On October 12, 2010, the trial court sentenced defendant to twenty years' imprisonment subject to the eighty-five percent parole ineligibility period prescribed by the No Early Release Act (NERA), N.J.S.A. 2C:43–7.2, with a five-year period of parole supervision as well as statutory fines and penalties. The court noted the statutory sentencing range of ten to thirty years for the first-degree offense of aggravated manslaughter. It acknowledged that defendant had no juvenile adjudications, prior arrests or adult criminal history, and that he had a one-year-old daughter. The sentencing court commented, however, on the defendant's admission that he had both struck the victim with an amplifier and stabbed him several times.
Applying the statutory factors set forth in N.J.S.A. 2C:44–1(a) and (b), the trial court found a single aggravating factor, aggravating factor nine, N.J.S.A. 2C:44–1(a)(9), and assigned it “substantial weight.” The court identified three mitigating factors. It accorded “substantial weight” to mitigating factor seven, N.J.S.A. 2C:44–1(b)(7), and “moderate weight” to mitigating factor eight, N.J.S.A. 2C:44–1(b)(8). Finally, the trial court found mitigating factor eleven, N.J.S.A. 2C:44–1(b)(11), but did not identify the weight given to that factor. It did, however, acknowledge defendant's status as the father of a young child, and the consequent hardship to defendant's family. The trial court determined that although the mitigating factors outnumbered the single aggravating factor, they were substantially outweighed by the strength of the aggravating factor. Noting the presumption of reasonableness afforded to a negotiated plea, the trial court found the sentence to be within the statutory range and consistent with the law and the interests of justice.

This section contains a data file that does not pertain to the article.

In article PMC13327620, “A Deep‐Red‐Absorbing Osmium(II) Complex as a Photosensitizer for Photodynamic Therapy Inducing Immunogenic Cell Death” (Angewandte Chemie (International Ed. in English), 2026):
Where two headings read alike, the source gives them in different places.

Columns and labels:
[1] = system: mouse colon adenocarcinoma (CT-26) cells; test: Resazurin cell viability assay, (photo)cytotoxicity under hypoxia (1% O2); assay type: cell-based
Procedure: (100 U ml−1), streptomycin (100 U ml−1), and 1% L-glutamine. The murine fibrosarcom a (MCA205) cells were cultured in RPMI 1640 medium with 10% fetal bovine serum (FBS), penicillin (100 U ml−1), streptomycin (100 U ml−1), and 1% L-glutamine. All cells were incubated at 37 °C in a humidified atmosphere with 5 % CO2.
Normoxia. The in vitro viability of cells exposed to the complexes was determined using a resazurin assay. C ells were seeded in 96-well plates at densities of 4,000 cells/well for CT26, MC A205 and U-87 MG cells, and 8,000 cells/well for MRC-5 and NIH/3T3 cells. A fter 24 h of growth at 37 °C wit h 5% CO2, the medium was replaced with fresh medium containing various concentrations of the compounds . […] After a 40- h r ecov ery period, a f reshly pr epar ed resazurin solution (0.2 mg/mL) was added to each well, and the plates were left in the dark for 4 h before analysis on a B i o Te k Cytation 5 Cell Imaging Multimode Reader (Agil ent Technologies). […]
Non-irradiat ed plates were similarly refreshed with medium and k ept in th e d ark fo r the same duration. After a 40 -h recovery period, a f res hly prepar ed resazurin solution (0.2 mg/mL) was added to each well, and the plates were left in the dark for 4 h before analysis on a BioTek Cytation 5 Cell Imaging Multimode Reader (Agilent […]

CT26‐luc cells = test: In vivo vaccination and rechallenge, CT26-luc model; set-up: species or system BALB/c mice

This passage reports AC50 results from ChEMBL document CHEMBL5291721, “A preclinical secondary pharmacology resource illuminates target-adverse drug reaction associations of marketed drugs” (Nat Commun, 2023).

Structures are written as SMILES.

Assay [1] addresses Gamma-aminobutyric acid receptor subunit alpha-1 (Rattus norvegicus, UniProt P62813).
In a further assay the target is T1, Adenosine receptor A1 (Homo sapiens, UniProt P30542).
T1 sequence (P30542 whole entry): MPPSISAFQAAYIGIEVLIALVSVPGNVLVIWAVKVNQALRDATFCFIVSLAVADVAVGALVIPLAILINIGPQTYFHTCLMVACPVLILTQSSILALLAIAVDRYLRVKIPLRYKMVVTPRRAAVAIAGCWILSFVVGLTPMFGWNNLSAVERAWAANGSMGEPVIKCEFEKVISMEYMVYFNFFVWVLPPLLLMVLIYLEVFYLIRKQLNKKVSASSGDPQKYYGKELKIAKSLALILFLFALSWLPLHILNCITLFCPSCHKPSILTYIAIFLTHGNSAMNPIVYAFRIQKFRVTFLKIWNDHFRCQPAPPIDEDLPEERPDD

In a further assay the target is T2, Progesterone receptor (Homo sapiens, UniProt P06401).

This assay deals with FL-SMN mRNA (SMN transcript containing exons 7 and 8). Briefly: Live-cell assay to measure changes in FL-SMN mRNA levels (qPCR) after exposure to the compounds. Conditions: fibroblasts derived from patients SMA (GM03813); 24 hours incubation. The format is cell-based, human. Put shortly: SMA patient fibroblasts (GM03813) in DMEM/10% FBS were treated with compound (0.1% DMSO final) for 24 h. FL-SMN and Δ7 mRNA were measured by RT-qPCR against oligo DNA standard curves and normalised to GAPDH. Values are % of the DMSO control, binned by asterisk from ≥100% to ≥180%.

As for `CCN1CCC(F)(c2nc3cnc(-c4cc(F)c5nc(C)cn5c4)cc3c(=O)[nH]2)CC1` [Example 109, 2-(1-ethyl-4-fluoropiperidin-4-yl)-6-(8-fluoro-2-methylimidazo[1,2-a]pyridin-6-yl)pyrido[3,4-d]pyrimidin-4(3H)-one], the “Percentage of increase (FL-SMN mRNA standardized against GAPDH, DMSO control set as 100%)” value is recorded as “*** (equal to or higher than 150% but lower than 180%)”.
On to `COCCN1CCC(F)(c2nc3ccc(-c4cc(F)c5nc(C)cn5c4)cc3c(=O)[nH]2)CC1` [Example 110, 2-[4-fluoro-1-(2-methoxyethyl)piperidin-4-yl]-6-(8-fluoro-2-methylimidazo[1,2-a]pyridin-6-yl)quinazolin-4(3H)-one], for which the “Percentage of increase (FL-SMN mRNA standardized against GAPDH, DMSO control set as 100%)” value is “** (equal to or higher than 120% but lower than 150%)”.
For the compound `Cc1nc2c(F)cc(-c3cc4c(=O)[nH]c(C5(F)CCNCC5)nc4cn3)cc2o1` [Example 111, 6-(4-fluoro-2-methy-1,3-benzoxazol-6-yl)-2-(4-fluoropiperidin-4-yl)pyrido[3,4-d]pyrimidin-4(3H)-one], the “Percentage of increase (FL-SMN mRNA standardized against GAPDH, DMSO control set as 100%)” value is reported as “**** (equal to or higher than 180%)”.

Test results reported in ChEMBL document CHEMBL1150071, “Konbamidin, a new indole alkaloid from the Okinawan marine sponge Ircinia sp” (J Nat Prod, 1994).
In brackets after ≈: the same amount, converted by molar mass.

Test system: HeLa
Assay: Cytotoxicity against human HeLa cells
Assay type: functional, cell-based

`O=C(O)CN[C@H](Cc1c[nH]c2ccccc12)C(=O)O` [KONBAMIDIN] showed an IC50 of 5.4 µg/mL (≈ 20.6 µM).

Nine days later, the trial court held a second sentencing hearing to state its finding with respect to an additional factor, aggravating factor one, N.J.S.A. 2C:44–1(a)(1), which it had intended to address in the first hearing, but had inadvertently omitted. The court noted that the nature of the offense should not be used to support an application of aggravating factor one, but that defendant's role and the nature of his attack could be considered in the sentencing. The court accorded moderate to significant weight to aggravating factor one. It found that defendant had repeatedly stabbed the victim and had continued to beat the victim “well beyond any self-defense suggested.” The court characterized the defendant as using excessive force. It then reiterated its findings as to aggravating factor nine and mitigating factors seven, eight and eleven, and did not amend defendant's twenty-year sentence.
Defendant appealed his sentence. He argued that the trial court's finding as to aggravating factor one entailed impermissible “double-counting” of an element of the offense of aggravated manslaughter, that the court's recitation of the details of the attack was inconsistent with the factual basis of defendant's guilty plea, that the trial court gave improper weight to aggravating factor nine, and that the court had improperly balanced the aggravating and mitigating factors of N.J.S.A. 2C:44–1(a) and (b). The State countered that the court's findings with respect to aggravating factors one and nine were fully supported by the record, and that the finding as to aggravating factor one did not involve impermissible double-counting of the elements of aggravated manslaughter. The Appellate Division rejected defendant's arguments, and affirmed his sentence by an order dated April 17, 2012.
We granted defendant's petition for certification. State v. Fuentes, 212 N.J. 431 (2012).
Defendant argues that the trial court should not have applied aggravating factor one, that it improperly weighed aggravating factor nine and that it improperly balanced the aggravating and mitigating factors. He contends that aggravating factor one, N.J.S.A. 2C:44–1(a)(1), should not apply to his case because his offense, prompted by an attempted sexual assault, was not among the most serious offenses in its class. He also claims that aggravating factor one could not apply because a jury could have convicted him of passion provocation manslaughter, N.J.S.A. 2C:11–4(b)(2), had the case been tried. Defendant disputes the trial court's conclusion that, because he repeatedly struck and stabbed the victim instead of using only the measure of force necessary to defend himself, aggravating factor one was implicated in this case. Defendant also asserts that the trial court predicated its finding of aggravating factor one, in part, on the fact that the victim died, notwithstanding the fact that the death of the victim is an element of aggravated manslaughter.